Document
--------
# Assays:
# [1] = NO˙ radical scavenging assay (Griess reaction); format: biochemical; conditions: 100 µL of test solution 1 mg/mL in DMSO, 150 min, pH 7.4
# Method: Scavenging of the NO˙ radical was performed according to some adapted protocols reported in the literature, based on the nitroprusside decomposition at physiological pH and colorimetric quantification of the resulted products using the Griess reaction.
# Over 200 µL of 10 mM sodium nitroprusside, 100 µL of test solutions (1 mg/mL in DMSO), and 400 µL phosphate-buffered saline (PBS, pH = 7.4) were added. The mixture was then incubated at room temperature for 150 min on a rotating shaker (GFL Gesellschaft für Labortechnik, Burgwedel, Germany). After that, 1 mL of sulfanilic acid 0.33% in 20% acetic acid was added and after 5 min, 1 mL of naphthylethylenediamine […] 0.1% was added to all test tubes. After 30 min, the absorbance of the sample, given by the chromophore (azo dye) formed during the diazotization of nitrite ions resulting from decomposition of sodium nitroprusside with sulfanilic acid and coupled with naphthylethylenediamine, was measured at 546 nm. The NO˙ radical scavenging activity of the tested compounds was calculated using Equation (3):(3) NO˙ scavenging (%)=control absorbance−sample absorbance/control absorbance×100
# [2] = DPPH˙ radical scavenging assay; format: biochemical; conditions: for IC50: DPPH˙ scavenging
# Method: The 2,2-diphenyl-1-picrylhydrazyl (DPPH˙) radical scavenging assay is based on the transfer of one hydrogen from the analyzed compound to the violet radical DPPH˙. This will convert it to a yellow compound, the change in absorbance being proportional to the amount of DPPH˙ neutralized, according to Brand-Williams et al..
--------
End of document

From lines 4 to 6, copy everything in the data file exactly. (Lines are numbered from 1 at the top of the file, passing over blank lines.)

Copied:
# Over 200 µL of 10 mM sodium nitroprusside, 100 µL of test solutions (1 mg/mL in DMSO), and 400 µL phosphate-buffered saline (PBS, pH = 7.4) were added. The mixture was then incubated at room temperature for 150 min on a rotating shaker (GFL Gesellschaft für Labortechnik, Burgwedel, Germany). After that, 1 mL of sulfanilic acid 0.33% in 20% acetic acid was added and after 5 min, 1 mL of naphthylethylenediamine […] 0.1% was added to all test tubes. After 30 min, the absorbance of the sample, given by the chromophore (azo dye) formed during the diazotization of nitrite ions resulting from decomposition of sodium nitroprusside with sulfanilic acid and coupled with naphthylethylenediamine, was measured at 546 nm. The NO˙ radical scavenging activity of the tested compounds was calculated using Equation (3):(3) NO˙ scavenging (%)=control absorbance−sample absorbance/control absorbance×100
# [2] = DPPH˙ radical scavenging assay; format: biochemical; conditions: for IC50: DPPH˙ scavenging
# Method: The 2,2-diphenyl-1-picrylhydrazyl (DPPH˙) radical scavenging assay is based on the transfer of one hydrogen from the analyzed compound to the violet radical DPPH˙. This will convert it to a yellow compound, the change in absorbance being proportional to the amount of DPPH˙ neutralized, according to Brand-Williams et al..